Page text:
Forty-one men aboard the Mayflower drafted and signed the Mayflower Compact on November 11, 1620. As the settlers arrived in Cape Cod after their long journey, they realized that the Saints and the Strangers would need to agree on common rules and authority before starting a colony. This document temporarily established a government for the travellers until they received an official patent from the Council of New England. Though the Mayflower Compact only remained effective for a short time, its lasting influence shows through in both the Declaration of Independence and the Constitution.
”the only instance in human history of that positive, original, social compact”—John Quincy Adams on the Mayflower Compact, 1802
”In the name of God, Amen. We, whose names are underwritten … doe by these presents solemnly and mutually in the presence of God and one of another, covenant and combine ourselves together into a civill body politick…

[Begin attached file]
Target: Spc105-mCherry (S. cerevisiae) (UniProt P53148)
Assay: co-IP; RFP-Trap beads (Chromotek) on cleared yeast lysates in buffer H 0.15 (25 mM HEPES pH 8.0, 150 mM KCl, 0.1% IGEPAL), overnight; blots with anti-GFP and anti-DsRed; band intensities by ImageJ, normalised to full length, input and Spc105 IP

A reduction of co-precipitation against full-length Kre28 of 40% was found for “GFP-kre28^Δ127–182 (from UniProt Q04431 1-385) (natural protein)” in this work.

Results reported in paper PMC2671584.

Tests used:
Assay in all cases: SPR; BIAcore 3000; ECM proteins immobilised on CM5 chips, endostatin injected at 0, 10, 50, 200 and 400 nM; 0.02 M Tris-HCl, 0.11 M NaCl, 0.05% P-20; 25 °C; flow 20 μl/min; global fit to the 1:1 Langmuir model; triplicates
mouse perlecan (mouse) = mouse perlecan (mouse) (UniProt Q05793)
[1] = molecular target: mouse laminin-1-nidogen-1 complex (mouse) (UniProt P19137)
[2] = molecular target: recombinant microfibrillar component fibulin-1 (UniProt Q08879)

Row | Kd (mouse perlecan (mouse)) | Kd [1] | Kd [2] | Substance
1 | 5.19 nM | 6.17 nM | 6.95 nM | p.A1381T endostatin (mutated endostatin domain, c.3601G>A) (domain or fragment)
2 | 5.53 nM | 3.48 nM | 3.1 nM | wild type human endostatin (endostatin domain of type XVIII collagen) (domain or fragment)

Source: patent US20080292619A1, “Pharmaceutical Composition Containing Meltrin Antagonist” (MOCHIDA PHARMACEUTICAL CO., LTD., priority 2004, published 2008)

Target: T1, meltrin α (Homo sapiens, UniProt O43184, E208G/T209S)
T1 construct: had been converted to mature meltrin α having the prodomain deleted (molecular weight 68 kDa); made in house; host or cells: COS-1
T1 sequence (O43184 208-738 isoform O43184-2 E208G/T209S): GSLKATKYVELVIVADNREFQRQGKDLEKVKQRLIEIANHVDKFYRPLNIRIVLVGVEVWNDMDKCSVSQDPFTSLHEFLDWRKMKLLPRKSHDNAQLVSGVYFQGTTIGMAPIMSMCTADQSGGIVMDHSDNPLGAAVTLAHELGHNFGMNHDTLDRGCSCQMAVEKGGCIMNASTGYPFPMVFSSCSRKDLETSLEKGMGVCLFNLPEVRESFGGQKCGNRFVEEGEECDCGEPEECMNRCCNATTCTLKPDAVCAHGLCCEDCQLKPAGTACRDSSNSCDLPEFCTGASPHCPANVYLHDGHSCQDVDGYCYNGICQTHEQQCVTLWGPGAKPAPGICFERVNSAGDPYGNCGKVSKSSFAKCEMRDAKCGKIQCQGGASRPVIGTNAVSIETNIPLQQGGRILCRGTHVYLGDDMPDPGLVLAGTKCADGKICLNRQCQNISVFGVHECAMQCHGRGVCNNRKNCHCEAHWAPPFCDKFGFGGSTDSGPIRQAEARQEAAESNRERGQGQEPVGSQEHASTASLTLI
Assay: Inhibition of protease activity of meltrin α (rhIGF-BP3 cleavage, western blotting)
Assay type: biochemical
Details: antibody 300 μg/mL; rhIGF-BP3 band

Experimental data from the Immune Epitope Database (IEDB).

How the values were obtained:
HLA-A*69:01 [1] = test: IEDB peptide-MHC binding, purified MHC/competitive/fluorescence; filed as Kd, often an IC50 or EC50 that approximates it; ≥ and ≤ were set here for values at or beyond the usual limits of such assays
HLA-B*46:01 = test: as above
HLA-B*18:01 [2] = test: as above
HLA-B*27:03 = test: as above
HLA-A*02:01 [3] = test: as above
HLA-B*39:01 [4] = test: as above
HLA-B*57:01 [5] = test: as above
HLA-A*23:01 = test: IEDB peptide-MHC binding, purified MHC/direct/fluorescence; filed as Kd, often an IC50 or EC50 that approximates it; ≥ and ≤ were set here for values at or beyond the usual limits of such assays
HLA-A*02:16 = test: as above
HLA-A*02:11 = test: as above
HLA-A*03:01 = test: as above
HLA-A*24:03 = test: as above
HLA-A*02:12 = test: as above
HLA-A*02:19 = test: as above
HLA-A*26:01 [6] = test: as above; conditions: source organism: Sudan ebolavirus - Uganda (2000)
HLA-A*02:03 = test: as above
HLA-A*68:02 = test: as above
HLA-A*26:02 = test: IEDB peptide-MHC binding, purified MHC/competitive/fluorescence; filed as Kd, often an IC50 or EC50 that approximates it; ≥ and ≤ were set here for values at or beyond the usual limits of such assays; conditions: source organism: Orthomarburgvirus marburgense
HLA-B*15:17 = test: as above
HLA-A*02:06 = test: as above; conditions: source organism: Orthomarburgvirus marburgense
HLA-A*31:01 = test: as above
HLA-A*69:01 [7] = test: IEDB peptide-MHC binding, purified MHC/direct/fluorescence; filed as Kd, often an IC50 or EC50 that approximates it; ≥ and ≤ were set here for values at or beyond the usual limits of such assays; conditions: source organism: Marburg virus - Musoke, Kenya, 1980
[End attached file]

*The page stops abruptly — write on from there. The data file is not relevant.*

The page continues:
Though the actual document has been lost, we have a handwritten copy by William Bradford with its exact language.
Rough seas caused the Mayflower to land north of its original destination and outside of English control. If they had landed in English territory, the document never would have been needed.
Each man on board was required to sign the Mayflower Compact before disembarking from the ship.
Many of the people we met in Rush Revere and the Brave Pilgrims signed the Mayflower Compact, such as William Bradford, William Brewster, and Myles Standish.